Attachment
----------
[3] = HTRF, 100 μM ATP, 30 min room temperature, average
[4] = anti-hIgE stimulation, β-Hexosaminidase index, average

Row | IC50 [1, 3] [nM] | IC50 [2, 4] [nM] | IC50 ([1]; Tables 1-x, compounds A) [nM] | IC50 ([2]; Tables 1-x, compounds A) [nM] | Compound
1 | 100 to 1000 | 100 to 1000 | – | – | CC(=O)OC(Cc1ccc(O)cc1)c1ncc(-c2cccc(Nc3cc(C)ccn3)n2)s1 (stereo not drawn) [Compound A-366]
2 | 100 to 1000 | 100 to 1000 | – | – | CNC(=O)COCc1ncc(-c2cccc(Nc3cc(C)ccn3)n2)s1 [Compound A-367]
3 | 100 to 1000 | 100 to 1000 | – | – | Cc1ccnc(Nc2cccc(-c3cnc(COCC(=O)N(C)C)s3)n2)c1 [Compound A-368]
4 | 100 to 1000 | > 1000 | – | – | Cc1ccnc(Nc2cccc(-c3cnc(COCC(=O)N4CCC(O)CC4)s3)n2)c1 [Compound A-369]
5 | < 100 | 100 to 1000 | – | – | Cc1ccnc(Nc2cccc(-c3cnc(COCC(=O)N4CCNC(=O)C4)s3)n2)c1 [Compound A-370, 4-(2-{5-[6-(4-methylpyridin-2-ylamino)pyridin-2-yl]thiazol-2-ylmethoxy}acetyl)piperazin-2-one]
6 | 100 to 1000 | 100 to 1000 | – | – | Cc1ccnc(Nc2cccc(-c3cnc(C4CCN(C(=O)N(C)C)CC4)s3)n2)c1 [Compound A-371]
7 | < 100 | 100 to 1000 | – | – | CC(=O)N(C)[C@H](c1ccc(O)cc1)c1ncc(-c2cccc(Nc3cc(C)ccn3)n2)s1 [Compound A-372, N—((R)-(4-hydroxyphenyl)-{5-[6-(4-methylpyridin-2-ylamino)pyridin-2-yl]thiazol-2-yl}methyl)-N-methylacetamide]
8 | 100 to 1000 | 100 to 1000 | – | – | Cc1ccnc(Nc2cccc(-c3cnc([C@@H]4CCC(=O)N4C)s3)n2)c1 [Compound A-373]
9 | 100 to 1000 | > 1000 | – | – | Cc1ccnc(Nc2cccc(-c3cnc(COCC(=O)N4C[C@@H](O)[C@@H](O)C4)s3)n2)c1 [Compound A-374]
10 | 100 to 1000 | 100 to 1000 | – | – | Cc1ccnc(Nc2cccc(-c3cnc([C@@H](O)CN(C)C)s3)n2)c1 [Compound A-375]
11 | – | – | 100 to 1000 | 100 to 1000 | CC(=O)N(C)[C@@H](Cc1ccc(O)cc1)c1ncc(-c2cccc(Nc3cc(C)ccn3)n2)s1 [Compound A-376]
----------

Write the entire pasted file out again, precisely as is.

[3] = HTRF, 100 μM ATP, 30 min room temperature, average
[4] = anti-hIgE stimulation, β-Hexosaminidase index, average

Row | IC50 [1, 3] [nM] | IC50 [2, 4] [nM] | IC50 ([1]; Tables 1-x, compounds A) [nM] | IC50 ([2]; Tables 1-x, compounds A) [nM] | Compound
1 | 100 to 1000 | 100 to 1000 | – | – | CC(=O)OC(Cc1ccc(O)cc1)c1ncc(-c2cccc(Nc3cc(C)ccn3)n2)s1 (stereo not drawn) [Compound A-366]
2 | 100 to 1000 | 100 to 1000 | – | – | CNC(=O)COCc1ncc(-c2cccc(Nc3cc(C)ccn3)n2)s1 [Compound A-367]
3 | 100 to 1000 | 100 to 1000 | – | – | Cc1ccnc(Nc2cccc(-c3cnc(COCC(=O)N(C)C)s3)n2)c1 [Compound A-368]
4 | 100 to 1000 | > 1000 | – | – | Cc1ccnc(Nc2cccc(-c3cnc(COCC(=O)N4CCC(O)CC4)s3)n2)c1 [Compound A-369]
5 | < 100 | 100 to 1000 | – | – | Cc1ccnc(Nc2cccc(-c3cnc(COCC(=O)N4CCNC(=O)C4)s3)n2)c1 [Compound A-370, 4-(2-{5-[6-(4-methylpyridin-2-ylamino)pyridin-2-yl]thiazol-2-ylmethoxy}acetyl)piperazin-2-one]
6 | 100 to 1000 | 100 to 1000 | – | – | Cc1ccnc(Nc2cccc(-c3cnc(C4CCN(C(=O)N(C)C)CC4)s3)n2)c1 [Compound A-371]
7 | < 100 | 100 to 1000 | – | – | CC(=O)N(C)[C@H](c1ccc(O)cc1)c1ncc(-c2cccc(Nc3cc(C)ccn3)n2)s1 [Compound A-372, N—((R)-(4-hydroxyphenyl)-{5-[6-(4-methylpyridin-2-ylamino)pyridin-2-yl]thiazol-2-yl}methyl)-N-methylacetamide]
8 | 100 to 1000 | 100 to 1000 | – | – | Cc1ccnc(Nc2cccc(-c3cnc([C@@H]4CCC(=O)N4C)s3)n2)c1 [Compound A-373]
9 | 100 to 1000 | > 1000 | – | – | Cc1ccnc(Nc2cccc(-c3cnc(COCC(=O)N4C[C@@H](O)[C@@H](O)C4)s3)n2)c1 [Compound A-374]
10 | 100 to 1000 | 100 to 1000 | – | – | Cc1ccnc(Nc2cccc(-c3cnc([C@@H](O)CN(C)C)s3)n2)c1 [Compound A-375]
11 | – | – | 100 to 1000 | 100 to 1000 | CC(=O)N(C)[C@@H](Cc1ccc(O)cc1)c1ncc(-c2cccc(Nc3cc(C)ccn3)n2)s1 [Compound A-376]